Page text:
Did the Flemish press go too far?

The Flemish Media Minister Ingrid Lieten has expressed her indignation about the fact that some newspapers published the photos and names of the children that perished in Tuesday's bus crash. The minister points to the aspect of privacy, but the editor-in-chief of Het Nieuwsblad argues "we were not acting as sensation mongers."

Yesterday morning, Het Nieuwsblad was the first newspaper to bring photos of all the children that perished in the disaster. The paper showed little pictures in black and white on its front page. Het Laatste Nieuws followed this morning.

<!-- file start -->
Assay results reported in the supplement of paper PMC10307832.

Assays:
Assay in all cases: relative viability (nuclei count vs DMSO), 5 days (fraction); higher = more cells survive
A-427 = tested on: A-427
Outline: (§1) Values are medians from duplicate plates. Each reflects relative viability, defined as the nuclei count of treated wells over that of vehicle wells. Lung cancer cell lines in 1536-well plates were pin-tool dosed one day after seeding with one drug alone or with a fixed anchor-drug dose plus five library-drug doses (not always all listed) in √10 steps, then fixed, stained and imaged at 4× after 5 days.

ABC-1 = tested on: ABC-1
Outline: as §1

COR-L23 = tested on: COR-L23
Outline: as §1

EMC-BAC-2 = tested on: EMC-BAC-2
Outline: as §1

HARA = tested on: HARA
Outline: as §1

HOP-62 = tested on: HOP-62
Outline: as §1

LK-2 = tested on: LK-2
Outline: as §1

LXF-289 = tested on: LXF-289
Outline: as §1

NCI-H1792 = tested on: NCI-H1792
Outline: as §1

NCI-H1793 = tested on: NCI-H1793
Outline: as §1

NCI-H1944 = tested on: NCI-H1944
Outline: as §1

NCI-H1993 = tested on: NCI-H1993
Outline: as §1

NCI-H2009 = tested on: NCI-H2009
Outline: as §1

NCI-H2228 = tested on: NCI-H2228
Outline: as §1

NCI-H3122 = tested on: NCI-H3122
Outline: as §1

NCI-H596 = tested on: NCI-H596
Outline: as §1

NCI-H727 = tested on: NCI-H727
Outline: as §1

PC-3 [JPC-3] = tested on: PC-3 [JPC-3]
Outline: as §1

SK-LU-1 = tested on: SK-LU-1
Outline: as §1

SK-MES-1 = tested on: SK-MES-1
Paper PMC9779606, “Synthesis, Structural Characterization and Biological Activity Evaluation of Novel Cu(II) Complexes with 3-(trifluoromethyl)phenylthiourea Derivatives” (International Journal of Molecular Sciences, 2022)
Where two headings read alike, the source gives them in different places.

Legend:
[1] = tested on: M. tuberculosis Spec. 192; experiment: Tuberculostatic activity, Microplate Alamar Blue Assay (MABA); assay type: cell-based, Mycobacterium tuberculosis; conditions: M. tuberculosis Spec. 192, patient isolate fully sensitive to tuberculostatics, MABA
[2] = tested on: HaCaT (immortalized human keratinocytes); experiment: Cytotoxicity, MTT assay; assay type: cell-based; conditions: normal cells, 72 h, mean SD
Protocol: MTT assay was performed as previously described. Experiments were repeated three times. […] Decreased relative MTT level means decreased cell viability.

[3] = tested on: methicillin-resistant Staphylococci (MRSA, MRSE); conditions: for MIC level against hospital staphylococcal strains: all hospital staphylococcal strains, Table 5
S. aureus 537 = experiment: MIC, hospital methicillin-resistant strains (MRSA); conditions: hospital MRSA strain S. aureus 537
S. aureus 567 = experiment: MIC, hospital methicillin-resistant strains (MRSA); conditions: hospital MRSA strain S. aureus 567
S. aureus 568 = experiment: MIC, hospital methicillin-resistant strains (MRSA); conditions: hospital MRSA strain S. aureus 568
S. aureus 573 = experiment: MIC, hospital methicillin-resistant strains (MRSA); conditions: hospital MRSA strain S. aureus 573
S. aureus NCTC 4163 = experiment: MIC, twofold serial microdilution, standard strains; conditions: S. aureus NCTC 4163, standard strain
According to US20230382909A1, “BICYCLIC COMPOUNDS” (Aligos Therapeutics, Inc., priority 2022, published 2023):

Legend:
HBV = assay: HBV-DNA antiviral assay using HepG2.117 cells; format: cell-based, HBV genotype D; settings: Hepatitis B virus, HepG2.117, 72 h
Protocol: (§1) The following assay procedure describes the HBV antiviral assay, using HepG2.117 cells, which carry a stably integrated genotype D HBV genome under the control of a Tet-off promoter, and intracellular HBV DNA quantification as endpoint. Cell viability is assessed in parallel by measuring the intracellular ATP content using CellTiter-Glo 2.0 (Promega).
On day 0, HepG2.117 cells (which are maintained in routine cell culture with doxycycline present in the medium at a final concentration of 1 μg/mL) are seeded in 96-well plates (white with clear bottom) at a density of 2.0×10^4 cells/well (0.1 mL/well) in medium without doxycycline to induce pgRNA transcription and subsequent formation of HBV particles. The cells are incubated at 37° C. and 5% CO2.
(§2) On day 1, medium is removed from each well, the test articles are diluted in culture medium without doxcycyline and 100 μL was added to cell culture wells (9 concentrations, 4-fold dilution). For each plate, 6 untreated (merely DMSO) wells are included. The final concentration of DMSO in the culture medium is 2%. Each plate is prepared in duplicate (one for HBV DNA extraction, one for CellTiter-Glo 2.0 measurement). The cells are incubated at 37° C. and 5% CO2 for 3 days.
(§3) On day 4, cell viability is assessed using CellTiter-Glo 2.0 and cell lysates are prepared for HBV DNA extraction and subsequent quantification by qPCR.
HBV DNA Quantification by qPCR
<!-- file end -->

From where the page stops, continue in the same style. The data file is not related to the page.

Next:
Ms Lieten voiced her discontentment through Facebook and Twitter. "There is the right to freedom of information, but there is also the right on privacy. I was filled with a feeling of indignation when I saw the newspapers." The minister also asked the question whether media rules were being violated. Normally, underage victims are not shown, or at least not in a way that they can be recognised or identified by members of the public. "We do have the freedom of press, but that doesn't mean that the press is not subject to any rules." The minister referred to deontology issues.

Liesbeth Van Impe, the editor-in-chief of Het Nieuwsblad, explained that the decision was taken "to capture the impact of the disaster. It's meant as a tribute, and we kept the front page very sober." However, she did admit that the newspaper went close to the edge.